These papers are comprised of materials representing Niven’s career in public planning in Eugene, Oregon including her service on the Eugene Planning Commission from 1959 to 1973. Niven was noted for her encouragement of citizen involvement in the planning process. In 2000, the Eugene City Club named her “the Mother of Modern Planning in Eugene” while the city of Eugene named a street for her in front of a new low-income housing complex.
This large collection of personal papers, newspaper clippings, campaign materials, memorabilia, photographs, and public speeches documents over thirty years of Governor Barbara Roberts' public life and complement her official papers held by the Oregon State Archives. Roberts served as the secretary of state and was elected as the first woman Governor of Oregon in 1990
The Betty Roberts papers are comprised primarily of paper records, photographs, sound recordings, and a videotape documenting Betty Roberts’ political and judicial careers from approximately 1965 to 1986. Betty Roberts served in the Oregon House of Representatives and in the Oregon Senate. She ran for Oregon governor in 1974 but lost in the democratic primary. The same year, she was also the Democratic nominee for the United States Senate, though she ultimately lost the election to Bob Packwood. Roberts was also a judge in the Oregon Court of Appeals and the first woman to be appointed to the Oregon Supreme Court.
The George A. Russill Papers consist exclusively of documents and printed material relating to the Committee on City-County Consolidation, a failed merger of the Portland metropolitan area with Multnomah County in 1974 that predated the formation of Metro.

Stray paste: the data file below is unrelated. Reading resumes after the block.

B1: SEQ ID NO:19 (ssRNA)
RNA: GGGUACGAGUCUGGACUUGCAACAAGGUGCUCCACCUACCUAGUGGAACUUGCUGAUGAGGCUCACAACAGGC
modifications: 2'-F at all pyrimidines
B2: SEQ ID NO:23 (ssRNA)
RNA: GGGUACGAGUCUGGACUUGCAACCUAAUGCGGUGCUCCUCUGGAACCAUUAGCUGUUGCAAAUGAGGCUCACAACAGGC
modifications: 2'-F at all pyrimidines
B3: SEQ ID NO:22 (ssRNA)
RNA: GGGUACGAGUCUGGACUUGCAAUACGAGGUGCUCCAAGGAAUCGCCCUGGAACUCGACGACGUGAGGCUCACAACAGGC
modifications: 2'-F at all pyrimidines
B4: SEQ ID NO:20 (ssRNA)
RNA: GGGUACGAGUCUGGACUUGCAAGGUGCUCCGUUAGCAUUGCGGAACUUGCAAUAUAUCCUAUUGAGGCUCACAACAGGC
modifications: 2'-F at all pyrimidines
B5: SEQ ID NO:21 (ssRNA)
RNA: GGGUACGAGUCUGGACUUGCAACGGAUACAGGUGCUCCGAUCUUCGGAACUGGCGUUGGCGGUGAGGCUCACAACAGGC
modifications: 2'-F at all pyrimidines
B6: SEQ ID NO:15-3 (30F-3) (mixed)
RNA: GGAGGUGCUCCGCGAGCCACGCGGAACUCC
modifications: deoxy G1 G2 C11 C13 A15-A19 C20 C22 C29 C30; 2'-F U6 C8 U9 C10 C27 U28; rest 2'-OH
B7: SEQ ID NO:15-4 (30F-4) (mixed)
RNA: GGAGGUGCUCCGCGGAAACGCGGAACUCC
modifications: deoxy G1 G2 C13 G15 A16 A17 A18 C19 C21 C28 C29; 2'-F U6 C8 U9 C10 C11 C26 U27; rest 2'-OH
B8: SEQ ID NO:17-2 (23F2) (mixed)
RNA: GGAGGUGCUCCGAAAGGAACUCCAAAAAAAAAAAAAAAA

Verdell Burdine and Otto G. Rutherford Family Collection, 1880s-1980s
This collection documents three generations of the Rutherford family and one hundred years of African American community life and culture in Oregon. It includes significant holdings related to the Portland office of NAACP, the oldest west of the Mississippi; local black chapters of fraternal organizations including the Masons and the Elks; the Culture Club and other women's social clubs and organizations; the Bethel AME Church; railroad and restaurant workers unions;local African American businesses; and regional mobilization regarding issues of national impact such as the 1964 Civil Rights Act.
Portland State’s Arno Schmidt collection is primarily comprised of the writings and translations of noted German writer Arno Schmidt. There is also a small amount of material consisting of items Schmidt mailed to his sister Lucy in the United States, including ephemera, newspaper clippings, programs, promotional material, and magazines by or about him.
Sensible Transportation Options for People (STOP)/Citizens for Sensible Transportation Records, 1980s-2000s
STOP was a grassroots organization in 1989 to oppose the Western Bypass Freeway proposed for Washington County. Their efforts not only stopped the Western Bypass Freeway, but helped institute Oregon’s Transportation Planning Rule, changed the region’s approach to building more freeways, and were the foundation for the pioneering LUTRAQ (Land Use Transportation and Air Quality) study that transformed transportation modeling and planning in the Portland region and nationwide.
This collection includes materials accumulated by Sharpe in his capacity as an urban planner in Oregon and Washington. The bulk of the material is comprised of published reports by various planning agencies including Cogan Sharpe Cogan/Cogan Owen Cogan, Pacific Rim Resources, and Parametrix.
This collection includes materials from the career of Tom Taylor III, a lifelong filmmaker and instructor at Portland State University. Taylor’s involvement with the pivotal Center for the Moving Image founded at Portland State by his friend and mentor, Andres Deinum, is well represented in the collection. The collection also includes films and videos created by Taylor and by CMI students and associates.
The Women’s Care Foundation Records feature materials documenting the history of this citizen-activist foundation dating back to 1923 when it was founded as the Women’s Convalescent Home Association. The collection is comprised of administrative records, correspondence, news clippings, photographs, scrapbooks and promotional material created by and for the Women’s Care Foundation and documenting the organization’s evolution from a provider of convalescent care to a community granting agency.